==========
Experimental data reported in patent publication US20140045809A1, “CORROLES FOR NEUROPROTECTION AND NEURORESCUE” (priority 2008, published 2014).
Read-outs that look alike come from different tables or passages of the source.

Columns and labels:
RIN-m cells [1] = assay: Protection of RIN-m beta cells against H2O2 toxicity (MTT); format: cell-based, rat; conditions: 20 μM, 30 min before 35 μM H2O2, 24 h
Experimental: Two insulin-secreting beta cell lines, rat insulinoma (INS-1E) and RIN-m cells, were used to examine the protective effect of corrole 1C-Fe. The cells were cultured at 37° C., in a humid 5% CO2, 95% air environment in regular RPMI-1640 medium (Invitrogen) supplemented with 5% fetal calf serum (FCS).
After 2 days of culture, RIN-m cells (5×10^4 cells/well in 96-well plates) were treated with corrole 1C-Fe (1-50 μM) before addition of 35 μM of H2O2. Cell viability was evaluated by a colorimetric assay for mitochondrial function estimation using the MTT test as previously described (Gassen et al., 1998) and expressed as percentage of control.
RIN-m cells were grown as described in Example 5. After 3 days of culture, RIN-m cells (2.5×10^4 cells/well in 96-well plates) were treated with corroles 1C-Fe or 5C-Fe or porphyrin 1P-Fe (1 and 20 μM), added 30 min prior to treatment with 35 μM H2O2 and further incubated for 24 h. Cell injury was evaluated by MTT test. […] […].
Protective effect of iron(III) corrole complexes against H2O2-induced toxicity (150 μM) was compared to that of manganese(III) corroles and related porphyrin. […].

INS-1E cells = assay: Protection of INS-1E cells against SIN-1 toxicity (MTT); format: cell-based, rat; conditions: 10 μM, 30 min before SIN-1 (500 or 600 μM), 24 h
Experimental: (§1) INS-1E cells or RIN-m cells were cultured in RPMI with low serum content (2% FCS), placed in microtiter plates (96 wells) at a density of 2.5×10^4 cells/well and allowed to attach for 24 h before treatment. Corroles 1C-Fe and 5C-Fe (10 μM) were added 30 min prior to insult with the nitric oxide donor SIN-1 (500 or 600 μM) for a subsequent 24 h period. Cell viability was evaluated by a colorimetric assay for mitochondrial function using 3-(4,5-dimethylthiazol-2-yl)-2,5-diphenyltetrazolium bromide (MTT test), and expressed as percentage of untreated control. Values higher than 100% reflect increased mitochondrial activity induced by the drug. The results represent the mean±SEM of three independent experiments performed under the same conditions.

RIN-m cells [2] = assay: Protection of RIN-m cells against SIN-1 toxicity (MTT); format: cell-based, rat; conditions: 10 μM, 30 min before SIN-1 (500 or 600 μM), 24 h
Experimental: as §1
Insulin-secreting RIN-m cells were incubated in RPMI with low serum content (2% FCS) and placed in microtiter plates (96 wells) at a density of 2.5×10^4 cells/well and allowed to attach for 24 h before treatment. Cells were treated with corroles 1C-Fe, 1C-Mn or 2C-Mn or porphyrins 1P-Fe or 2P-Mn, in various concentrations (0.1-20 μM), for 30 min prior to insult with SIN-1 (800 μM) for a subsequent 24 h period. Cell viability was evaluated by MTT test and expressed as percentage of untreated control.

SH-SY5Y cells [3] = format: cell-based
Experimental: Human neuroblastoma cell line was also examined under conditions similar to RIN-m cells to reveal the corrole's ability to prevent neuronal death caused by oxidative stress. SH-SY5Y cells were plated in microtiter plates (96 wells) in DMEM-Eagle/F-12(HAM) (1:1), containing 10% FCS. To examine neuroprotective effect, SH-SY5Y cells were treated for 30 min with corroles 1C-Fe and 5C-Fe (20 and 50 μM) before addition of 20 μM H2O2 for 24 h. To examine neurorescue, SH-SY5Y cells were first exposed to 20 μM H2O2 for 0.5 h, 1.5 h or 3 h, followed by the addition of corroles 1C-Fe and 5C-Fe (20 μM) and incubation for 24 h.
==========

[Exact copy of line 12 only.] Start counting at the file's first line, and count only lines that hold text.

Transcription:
Experimental: as §1